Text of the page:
The One About My Favorite Public School Teacher

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{ tweet by @ericweiskott }
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So which public school teacher inspired and encouraged me the most?  Who had, and still has, the greatest influence on who I am today?

{ drum roll please }

My answer would be: Mrs. L——-, my high school sophomore English teacher.

She was the first teacher to ever tell me I knew how to write.  All the other teachers before her, many good women and men, assumed we kids didn’t know what we were doing.  But not Mrs. L——-, whose first + middle name was Clover May.

By the time I had Clover May she was nearing retirement– and didn’t give a rat’s tutu about what she was supposed to teach or how to teach it.  She’d done this teaching gig for so long that she intuitively knew how to get kids to write.

So instead of closely following any textbooks or lesson plans, Clover May would tell us funny little stories from her own life*, then have us tell a similar story from our lives… in writing.

She believed anyone could write.  It wasn’t a big deal.  All you had to do was talk about what happened & BE SPECIFIC.  Details like grammar and spelling could always be adjusted after you wrote down what happened specifically.

Yes, Clover May believed in all of us and our ability, perhaps yet untapped, to write a good story… as long as you were specific.

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* One of Mrs. L——-‘s funniest stories had to do with her given name.  From day one she insisted that we kids know her full name.  While decorum dictated that we call her Mrs. L——-, she believed we should know her first + middle name because this was an example of how to BE SPECIFIC.

So when Mrs. L——- discovered that one of her less-than-enthusiastic students could not remember her name correctly, she was ready to be perturbed.  However, she couldn’t be upset with this kid, who apparently lived on a farm, because the way he confused her name was so clever that she had to laugh.

You see, this kid, who had been sort of listening to what she said, thought that Clover May’s name was… Alfalfa June.

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QUESTION OF THE DAY

If you went to public schools, who was your favorite teacher? And why?

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In Which Breakfast Disappoints Me & I Am Not Happy

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“A helpful Tribe Called Quest flow chart” via @MarionDowling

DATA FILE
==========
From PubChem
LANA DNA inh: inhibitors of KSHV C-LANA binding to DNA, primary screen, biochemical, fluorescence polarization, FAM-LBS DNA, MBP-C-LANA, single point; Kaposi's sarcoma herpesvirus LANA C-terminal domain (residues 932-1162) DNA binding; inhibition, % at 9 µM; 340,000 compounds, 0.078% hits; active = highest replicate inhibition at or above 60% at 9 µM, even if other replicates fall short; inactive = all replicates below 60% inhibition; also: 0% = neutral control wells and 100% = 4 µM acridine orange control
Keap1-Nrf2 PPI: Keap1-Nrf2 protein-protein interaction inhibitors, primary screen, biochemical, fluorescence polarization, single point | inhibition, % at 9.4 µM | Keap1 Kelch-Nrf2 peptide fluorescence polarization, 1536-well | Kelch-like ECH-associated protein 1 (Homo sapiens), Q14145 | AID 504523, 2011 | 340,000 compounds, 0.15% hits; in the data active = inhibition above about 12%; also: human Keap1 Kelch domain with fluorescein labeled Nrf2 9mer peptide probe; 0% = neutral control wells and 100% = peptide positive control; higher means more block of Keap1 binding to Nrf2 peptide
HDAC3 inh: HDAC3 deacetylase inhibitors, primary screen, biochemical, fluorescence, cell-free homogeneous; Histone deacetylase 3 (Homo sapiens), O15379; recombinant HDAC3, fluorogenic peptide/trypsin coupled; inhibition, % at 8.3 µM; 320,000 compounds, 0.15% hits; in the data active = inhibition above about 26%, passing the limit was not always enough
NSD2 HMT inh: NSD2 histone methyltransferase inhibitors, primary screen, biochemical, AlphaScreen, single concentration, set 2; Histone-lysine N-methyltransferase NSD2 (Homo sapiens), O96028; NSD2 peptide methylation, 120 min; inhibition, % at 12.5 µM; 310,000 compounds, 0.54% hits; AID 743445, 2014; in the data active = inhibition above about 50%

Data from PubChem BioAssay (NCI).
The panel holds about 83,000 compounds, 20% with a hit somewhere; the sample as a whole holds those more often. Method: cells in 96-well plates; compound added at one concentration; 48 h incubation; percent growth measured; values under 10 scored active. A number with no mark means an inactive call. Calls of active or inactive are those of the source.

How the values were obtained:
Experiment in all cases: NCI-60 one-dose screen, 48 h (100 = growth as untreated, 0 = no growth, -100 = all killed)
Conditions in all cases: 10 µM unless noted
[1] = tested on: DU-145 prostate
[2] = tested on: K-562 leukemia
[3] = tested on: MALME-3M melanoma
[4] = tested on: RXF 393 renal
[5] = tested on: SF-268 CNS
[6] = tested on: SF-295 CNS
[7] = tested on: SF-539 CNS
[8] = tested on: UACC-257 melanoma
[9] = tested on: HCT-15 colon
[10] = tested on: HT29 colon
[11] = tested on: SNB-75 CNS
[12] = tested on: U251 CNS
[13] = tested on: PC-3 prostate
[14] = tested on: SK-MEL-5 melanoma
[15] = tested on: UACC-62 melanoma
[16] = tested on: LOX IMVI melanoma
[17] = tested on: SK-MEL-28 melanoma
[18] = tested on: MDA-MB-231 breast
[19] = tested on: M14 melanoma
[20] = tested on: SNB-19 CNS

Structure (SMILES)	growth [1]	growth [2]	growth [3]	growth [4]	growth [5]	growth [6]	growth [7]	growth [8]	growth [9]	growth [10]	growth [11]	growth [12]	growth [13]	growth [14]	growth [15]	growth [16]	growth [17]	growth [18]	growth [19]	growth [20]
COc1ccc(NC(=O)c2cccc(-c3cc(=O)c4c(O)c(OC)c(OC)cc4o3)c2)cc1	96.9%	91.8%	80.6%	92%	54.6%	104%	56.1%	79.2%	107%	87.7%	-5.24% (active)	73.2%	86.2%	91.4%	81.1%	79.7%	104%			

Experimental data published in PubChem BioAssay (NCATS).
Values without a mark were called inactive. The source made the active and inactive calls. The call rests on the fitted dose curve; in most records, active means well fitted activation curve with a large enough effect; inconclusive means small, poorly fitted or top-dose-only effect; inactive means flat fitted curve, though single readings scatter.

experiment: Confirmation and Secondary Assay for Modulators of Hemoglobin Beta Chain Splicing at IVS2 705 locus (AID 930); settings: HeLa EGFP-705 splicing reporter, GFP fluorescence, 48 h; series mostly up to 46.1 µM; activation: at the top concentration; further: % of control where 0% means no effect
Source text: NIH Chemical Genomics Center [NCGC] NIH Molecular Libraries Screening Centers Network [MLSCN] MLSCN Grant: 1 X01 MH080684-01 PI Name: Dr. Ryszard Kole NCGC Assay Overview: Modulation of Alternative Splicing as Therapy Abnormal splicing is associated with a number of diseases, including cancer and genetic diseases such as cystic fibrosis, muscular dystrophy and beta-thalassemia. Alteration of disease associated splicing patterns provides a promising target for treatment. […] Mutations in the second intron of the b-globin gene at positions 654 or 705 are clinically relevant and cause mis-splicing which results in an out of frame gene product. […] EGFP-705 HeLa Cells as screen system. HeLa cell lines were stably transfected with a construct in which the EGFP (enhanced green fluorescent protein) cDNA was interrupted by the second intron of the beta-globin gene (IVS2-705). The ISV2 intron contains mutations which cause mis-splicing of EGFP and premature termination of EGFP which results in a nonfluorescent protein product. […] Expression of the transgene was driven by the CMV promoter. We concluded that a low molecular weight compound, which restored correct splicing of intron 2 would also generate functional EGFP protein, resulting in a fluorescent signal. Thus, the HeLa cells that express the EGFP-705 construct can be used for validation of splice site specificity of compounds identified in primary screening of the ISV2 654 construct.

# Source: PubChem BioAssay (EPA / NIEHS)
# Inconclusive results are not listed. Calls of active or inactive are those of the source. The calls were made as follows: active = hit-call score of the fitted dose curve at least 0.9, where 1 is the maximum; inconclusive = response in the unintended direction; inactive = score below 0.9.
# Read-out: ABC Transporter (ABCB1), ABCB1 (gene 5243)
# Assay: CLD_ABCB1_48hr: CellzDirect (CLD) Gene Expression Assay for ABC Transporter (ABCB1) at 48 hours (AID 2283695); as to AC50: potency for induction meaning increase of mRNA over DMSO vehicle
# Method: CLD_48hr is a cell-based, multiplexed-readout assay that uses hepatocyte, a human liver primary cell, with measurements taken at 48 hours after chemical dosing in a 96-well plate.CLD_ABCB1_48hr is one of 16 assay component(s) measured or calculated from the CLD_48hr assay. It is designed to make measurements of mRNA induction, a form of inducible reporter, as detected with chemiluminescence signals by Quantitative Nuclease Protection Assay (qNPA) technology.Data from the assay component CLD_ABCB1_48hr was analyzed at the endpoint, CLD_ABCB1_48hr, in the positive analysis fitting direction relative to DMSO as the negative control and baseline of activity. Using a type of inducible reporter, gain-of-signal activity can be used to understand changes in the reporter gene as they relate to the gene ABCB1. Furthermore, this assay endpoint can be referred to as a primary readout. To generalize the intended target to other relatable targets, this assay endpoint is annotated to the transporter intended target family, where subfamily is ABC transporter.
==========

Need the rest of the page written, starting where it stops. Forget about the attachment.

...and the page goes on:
THE FIRST THING you need to know is that I dislike eating the end of anything.  Heel of the loaf of bread? Yuck.  Last of the peanut butter in the jar? No thanks.  Final serving of the mac and cheese in the casserole? Ugh.

[Character failing or intriguing personality quirk? You, my gentle readers, are free to decide which it is.]

So this morning, half-awake, as I prepared my breakfast, I went outside my comfort zone when I decided to voluntarily eat the end of the Orange Marmalade.  I like Orange Marmalade, and in the winter when it’s cold and dreary outside Orange Marmalade cheers my soul, which I believe is an admirable thing for a condiment to do.

[It makes me think of England where I went to college for a term.  In the spring, when it was pretty and green outside.  The opposite weather of this morning.]

# # #

SITTING DOWN TO breakfast at the kitchen counter, with my mug of coffee and my tasty toast smeared with Orange Marmalade, I bit into what I thought would be the perfect midwinter anti-gloom breakfast.

[Oh, but was I disappointed.]

It seems that in our refrigerator we also had a jar of almost used up Apricot Jam, which just happened to be sitting beside the aforementioned Orange Marmalade.  And as fate would have it, glancing casually at the orange color, I picked up the Apricot Jam, plopped the end of it onto my toast, and then took a big bite of the wrong thing.

[BLEECH! A thousand times bleech!]

And that’s how my morning started.  Reminding me that my comfort zones are there for good reasons.  To keep my safe, healthy– and HAPPY.  Which I am not, right now.

Aging Gracefully: A Query, A Quandary, A Questionable Answer

“Explain the phenomenon of aging gracefully.”

  • You just never know, do you?

Looking at recent search queries that brought readers to this blog, the one written above caught my eye.  It amazed me.

Usually people find The Spectacled Bean when they’re looking for answers to garden problems [deer eating pansies], self-awareness [Quaker questions], or vanity [V-beam procedure].

I know it’s odd, but it’s true;  those are the three most popular posts on this blog.  Not exactly what I’d consider to be my focus or my best-written stuff, but Google’s algorithm does what Google’s algorithm does.

All Hail Google!

  • My first thought upon seeing this query was to feel a little insulted.  

Aging? Moi?! Pish posh, I say!

But then I remembered that one of my blog tags is Aging Gracefully so I had to lighten up on being insulted, and I shifted my thinking to “isn’t this wonderful?”

I was being asked to impart the wisdom of my many years so that others could learn from my depth of experience, keen observations about human nature, and buoyant spirit. 

So I sat down at my computer ready to compose a post in which I’d answer that query in such a way as to goose Google’s algorithm.  I’d write something so profound and pithy that anyone who asked a similar query, for years to come, would be directed here.

The dream, so close.